Surgeons can physically and manually remove purulent material and necrotic tissue, and free compressed lung. (in comparison – fibrinolytics such as t-Pa are injected blindly into the pleural space in an attempt to chemically dissolve fibrous tissue.) These medications (which are also known as ‘clot busters’) can cause severe bleeding – particularly in these patients which often have very friable (or delicate) pleural tissue due to the extensive infection.
Conclusion: A review of existing literature and available studies shows mixed results – making Davies et.al.’s conclusions premature at best – and potentially harmful to this fragile subset of patients. For patients with advanced empyema, or empyema complicated by sepsis – surgical intervention remains the best course of treatment to reduce morbidity and mortality.
Additional references: (limited selection of more recent literature)
Overview and explanation of pleural abscess and empyema on Medscape.
Guidelines for surgical treatment of Empyema and Related Pleural Diseases (note these are pediatric guidelines but the article is clear, concise and well-written.)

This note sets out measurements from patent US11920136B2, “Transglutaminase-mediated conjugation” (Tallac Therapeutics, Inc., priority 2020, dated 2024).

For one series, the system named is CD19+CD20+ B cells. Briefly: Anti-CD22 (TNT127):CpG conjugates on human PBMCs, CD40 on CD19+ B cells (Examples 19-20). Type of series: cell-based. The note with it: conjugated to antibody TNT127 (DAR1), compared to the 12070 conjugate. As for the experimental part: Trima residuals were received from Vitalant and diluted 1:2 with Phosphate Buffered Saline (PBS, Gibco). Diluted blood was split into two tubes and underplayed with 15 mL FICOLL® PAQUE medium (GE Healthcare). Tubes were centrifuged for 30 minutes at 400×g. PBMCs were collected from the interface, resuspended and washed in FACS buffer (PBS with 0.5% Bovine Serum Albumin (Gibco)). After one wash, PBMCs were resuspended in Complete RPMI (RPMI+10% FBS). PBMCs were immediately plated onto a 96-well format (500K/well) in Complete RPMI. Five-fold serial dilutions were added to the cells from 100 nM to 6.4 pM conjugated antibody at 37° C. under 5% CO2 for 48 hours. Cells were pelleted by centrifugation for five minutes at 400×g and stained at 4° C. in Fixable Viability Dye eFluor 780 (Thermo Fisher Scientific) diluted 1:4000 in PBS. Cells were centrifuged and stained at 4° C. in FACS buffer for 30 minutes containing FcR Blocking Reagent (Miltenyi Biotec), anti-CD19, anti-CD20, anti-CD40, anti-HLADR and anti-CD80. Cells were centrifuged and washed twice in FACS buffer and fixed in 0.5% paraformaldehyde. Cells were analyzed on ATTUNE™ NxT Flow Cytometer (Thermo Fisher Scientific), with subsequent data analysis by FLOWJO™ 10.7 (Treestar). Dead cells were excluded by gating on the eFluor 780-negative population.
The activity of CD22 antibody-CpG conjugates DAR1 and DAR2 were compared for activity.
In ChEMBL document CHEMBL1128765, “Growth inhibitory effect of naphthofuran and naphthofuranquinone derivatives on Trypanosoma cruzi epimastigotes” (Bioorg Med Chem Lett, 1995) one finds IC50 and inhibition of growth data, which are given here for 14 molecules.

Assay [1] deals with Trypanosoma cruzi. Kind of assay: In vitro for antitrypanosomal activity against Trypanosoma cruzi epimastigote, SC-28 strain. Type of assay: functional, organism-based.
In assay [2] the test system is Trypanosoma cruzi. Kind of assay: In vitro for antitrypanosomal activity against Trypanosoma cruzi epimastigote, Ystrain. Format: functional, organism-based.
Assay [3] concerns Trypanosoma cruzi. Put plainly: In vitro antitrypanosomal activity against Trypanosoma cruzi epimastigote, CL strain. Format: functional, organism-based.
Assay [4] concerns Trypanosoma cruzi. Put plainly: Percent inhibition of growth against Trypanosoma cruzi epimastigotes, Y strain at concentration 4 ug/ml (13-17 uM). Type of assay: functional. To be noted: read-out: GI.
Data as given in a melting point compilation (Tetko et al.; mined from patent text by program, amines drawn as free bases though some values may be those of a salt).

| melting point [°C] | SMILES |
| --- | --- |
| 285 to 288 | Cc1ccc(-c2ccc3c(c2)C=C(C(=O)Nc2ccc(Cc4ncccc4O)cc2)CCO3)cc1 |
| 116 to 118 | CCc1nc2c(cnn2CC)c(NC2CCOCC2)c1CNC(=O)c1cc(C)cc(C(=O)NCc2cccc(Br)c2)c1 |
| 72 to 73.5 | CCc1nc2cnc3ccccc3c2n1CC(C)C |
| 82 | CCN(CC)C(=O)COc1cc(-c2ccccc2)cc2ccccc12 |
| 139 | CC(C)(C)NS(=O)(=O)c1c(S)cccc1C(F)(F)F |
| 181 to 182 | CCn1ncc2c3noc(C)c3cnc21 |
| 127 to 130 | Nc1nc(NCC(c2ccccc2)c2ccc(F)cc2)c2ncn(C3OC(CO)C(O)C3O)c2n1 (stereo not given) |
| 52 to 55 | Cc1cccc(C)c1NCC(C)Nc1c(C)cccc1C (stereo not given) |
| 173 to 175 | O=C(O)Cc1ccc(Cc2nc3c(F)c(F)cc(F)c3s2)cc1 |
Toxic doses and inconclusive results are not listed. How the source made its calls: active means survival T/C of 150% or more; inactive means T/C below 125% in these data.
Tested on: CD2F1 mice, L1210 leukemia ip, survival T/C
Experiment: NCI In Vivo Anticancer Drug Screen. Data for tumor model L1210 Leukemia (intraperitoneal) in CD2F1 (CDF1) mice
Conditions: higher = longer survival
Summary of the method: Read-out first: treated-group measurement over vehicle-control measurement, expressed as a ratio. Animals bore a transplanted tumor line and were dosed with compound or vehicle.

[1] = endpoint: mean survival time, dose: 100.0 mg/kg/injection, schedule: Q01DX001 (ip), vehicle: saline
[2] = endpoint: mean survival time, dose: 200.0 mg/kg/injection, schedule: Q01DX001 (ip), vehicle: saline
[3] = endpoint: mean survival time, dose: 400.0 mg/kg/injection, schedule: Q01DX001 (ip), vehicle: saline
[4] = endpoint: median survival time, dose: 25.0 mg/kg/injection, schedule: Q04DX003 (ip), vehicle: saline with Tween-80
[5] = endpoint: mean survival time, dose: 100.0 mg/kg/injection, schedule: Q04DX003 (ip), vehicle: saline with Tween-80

Tuberk Toraks. 2008;56(1):113-20. New trends in the diagnosis and treatment in parapneumonic effusion and empyema. Na MJ, Dikensoy O, Light RW
Rahman et. al (2011) reported modest results in their double-blind randominzed study using fibrolytics versus placebo in “Intrapleural Use of Tissue Plasminogen Activator and DNase in Pleural Infection,” with use of a combination of agents showing modest decrease in hospital stays and surgical referrals. No benefit was seen with a single agent alone versus placebo. There was no difference in the incidence of adverse outcomes in the treatment group versus placebo.